The RW Takeaway: With its lower drop, lighter weight, and locked-in lacing, the Terra Kiger 5 is ideal for both runs and races on technical trails in mostly dry conditions.

As of this writing, Nike makes three horses for the off-road: the Pegasus 36 Trail, the Wildhorse 5, and the Terra Kiger 5. The first is a great road-trail hybrid, the second offers the essentials for budget-minded runners and beginners, and the third takes the best parts of both—deeper lugs and a midsole rock plate remind us of the rugged Wildhorse, but premium foam and a softer, perforated mesh upper offers more Peg-like comfort on foot. It’s a combination perfect for longer runs on soft, dry singletrack and shorter efforts on rocky, technical terrain. “The traction on off-camber turns is as good as, or better than, any trail shoe I have worn,” one tester said. “It’s firmer on hard or frozen trails, but comes alive and feels a bit more cushy in the dirt.”

New to the fifth Kiger is React foam—the same material on speedy shoes like the Peg Turbo—which offers a nimble base for the redesigned grippy outsole, now flush with multidirectional rubber lugs. Although it isn’t waterproof, a double-layered mesh upper with a padded tongue sheds moisture quick, and ghillie-style lacing wrangles in a snug fit over the arch to keep it all secure.



When it comes to cushioning, the Kiger falls right between the Pegasus Trail and the Wildhorse. All three shoes have a bouncy Zoom Air unit in the heel, but the Kiger pairs it with React foam for a more responsive ride, where the Peg Trail adds a second air unit and Cushlon foam for the most softness. Combined with its lower drop, the Kiger offers you a good feel for the ground without sensing too much of the rock plate in the forefoot. Unlike the Wildhorse, the Kiger’s plate is segmented, which gives the shoe a little more flexibility (although our RW lab results show that the women’s model will feel slightly firmer and stiffer than the men’s). That said, the Zoom Air unit ensures both the men’s and women’s models keep higher energy return in the heel for plenty of comfort when you’re striking hard on downhills.

Nike doubles down on traction for the Kiger outsole. It switches from mostly square-shaped pegs in the previous version to sticker, crisply angled lugs, and is now fully constructed from high-abrasion rubber. The lugs clear out at the center of the outsole for a larger panel of more tacky rubber, which helps keep the ride smooth and unobstructed for midfoot strikers without sacrificing on grip. One tester found the setup ideal for runs on dry terrain, but felt a little unsteady in the forefoot on steep climbs in wet mud. (He describes his experience in the Wear Tester Feedback section below.)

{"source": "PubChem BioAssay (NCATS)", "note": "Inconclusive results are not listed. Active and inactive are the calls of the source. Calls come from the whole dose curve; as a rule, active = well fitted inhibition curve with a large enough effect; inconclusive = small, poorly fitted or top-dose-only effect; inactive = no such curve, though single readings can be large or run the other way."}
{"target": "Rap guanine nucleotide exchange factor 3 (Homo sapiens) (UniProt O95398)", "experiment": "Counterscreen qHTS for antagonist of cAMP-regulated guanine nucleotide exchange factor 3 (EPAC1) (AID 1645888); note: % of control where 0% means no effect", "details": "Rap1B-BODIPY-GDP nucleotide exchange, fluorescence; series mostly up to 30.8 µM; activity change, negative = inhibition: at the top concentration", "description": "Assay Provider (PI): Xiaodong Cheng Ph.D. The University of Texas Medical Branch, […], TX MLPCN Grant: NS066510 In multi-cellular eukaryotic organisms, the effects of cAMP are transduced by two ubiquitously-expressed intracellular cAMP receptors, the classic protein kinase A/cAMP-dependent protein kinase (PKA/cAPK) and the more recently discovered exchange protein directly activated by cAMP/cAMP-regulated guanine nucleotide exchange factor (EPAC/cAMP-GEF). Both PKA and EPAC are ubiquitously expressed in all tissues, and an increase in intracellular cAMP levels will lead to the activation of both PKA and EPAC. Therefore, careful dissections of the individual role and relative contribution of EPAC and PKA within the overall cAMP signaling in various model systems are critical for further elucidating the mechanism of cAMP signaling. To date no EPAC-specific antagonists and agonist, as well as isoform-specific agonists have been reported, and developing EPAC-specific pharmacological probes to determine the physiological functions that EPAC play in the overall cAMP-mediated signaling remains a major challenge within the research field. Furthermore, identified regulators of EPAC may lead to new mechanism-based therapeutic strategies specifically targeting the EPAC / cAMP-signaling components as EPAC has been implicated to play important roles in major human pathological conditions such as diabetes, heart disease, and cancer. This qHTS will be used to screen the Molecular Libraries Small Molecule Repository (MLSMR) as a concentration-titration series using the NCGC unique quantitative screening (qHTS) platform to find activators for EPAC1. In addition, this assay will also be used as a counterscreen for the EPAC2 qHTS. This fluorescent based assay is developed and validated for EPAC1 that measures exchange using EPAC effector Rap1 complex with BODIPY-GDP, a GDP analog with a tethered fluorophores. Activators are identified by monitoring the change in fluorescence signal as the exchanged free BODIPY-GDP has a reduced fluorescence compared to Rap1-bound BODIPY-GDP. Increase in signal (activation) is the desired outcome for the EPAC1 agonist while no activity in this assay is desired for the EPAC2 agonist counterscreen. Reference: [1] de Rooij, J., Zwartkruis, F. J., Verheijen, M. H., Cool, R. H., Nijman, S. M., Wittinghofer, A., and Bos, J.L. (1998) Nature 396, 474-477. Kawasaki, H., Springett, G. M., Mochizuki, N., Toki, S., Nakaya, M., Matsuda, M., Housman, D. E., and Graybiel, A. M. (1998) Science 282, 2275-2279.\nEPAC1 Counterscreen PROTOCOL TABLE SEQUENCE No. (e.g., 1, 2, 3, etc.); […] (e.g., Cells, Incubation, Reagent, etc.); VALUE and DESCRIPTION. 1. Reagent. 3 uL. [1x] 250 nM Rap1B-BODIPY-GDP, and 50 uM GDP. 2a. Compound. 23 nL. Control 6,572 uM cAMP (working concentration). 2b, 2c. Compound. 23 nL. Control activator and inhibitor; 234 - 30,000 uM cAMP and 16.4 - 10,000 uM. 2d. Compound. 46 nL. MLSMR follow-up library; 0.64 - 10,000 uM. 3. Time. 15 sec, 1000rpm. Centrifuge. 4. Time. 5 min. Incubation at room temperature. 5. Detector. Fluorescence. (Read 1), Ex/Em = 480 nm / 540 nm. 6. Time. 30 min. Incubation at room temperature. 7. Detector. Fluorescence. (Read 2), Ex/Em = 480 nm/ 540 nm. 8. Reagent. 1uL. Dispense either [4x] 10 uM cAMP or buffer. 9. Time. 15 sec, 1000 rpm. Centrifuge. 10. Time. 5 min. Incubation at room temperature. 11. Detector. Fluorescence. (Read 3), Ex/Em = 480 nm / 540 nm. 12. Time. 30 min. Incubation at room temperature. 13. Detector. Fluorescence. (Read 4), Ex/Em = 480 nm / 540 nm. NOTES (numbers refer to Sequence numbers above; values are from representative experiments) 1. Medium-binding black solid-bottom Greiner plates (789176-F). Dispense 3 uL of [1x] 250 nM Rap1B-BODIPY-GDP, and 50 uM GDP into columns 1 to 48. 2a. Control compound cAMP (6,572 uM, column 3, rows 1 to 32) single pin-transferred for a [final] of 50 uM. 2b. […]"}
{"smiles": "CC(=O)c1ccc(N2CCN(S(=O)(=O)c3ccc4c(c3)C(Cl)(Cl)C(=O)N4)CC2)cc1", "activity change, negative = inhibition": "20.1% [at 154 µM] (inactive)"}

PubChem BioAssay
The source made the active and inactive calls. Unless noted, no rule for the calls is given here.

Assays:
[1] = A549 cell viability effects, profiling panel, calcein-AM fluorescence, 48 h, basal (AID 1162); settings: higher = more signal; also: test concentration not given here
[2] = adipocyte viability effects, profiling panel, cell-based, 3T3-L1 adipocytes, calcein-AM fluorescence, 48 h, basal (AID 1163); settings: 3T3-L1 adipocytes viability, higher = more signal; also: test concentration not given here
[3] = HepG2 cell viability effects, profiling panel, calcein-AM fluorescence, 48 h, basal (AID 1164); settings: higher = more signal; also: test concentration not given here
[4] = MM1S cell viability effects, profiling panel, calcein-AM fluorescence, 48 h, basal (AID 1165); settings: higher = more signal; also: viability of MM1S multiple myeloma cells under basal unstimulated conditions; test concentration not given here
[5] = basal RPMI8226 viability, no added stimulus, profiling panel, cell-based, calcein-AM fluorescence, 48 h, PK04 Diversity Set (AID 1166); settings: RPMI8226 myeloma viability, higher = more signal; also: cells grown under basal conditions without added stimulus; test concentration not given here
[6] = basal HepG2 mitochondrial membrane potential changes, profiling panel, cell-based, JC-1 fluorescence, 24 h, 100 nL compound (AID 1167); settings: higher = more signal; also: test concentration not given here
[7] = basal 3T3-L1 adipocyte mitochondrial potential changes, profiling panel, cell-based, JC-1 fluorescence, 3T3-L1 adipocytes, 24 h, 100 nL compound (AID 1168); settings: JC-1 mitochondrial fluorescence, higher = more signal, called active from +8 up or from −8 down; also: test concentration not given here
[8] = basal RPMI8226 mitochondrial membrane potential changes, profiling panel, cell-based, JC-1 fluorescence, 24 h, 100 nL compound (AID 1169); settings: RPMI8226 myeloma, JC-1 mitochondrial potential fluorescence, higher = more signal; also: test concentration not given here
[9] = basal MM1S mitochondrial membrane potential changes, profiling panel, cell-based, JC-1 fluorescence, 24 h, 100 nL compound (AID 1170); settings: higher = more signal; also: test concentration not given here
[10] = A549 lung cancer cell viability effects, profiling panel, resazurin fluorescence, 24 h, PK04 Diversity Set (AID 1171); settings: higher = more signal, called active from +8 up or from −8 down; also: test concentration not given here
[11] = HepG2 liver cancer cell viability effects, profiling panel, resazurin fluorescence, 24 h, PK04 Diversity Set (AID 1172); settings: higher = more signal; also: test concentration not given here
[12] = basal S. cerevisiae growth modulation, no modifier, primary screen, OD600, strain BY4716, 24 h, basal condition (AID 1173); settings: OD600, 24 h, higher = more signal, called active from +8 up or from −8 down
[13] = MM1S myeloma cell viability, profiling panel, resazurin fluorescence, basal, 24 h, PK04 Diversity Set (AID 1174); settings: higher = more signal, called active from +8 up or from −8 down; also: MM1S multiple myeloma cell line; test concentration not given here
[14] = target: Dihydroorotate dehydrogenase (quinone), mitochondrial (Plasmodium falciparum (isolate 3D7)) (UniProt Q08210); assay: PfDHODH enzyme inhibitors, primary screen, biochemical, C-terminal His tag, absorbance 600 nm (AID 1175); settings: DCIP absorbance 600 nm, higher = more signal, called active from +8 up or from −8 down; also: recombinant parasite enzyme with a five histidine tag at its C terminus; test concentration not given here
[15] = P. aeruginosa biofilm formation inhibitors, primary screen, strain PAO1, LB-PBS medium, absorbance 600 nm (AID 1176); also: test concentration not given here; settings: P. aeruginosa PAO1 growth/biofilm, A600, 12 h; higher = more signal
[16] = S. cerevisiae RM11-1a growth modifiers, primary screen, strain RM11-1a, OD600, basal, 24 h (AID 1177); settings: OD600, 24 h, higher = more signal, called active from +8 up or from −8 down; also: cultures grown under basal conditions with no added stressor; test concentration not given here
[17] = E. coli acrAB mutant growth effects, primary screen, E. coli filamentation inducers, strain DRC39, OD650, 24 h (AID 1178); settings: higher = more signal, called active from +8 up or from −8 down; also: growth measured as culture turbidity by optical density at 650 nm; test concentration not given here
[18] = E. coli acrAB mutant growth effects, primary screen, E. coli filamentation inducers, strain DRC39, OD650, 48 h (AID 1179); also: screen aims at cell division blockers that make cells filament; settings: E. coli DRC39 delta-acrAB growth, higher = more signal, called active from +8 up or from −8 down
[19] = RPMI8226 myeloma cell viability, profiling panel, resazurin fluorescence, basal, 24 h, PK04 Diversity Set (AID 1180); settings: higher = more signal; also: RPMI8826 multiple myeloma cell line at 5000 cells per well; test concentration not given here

The bad news is that the Kiger isn’t waterproof, but it does have a very generous forefoot overlay that will let you splash through deep puddles without taking on water. The good news is that when you do get the shoe wet, that moisture doesn’t hang around for long with a breathable Flymesh upper that drains water quick. While the 5 nixes the previous version’s Flywire cables, our testers found that the tweaked lacing gives the shoe a snug, wrap-like fit. With extra padding on the tongue to relieve pressure, the design allows you to really pull the laces taut without digging in—there’s no chance this shoe is getting sucked off your foot in deep mud.

“The upper and lacing system is awesome,” one tester said. “As you pull the laces snug, the entire upper hugs the top of the foot...[it’s a] sweet design.”

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Matthew R., tester since 2014Arch: Medium | Gait: Neutral | Footstrike: Midfoot“While it excels in softer dryish trail conditions, I wasn’t nearly as confident in very wet conditions. I wasn’t getting the traction in the forefoot when pushing off on an incline. But if you look at normal conditions on the trail, the Kiger 5 is simply one of my favorites.”

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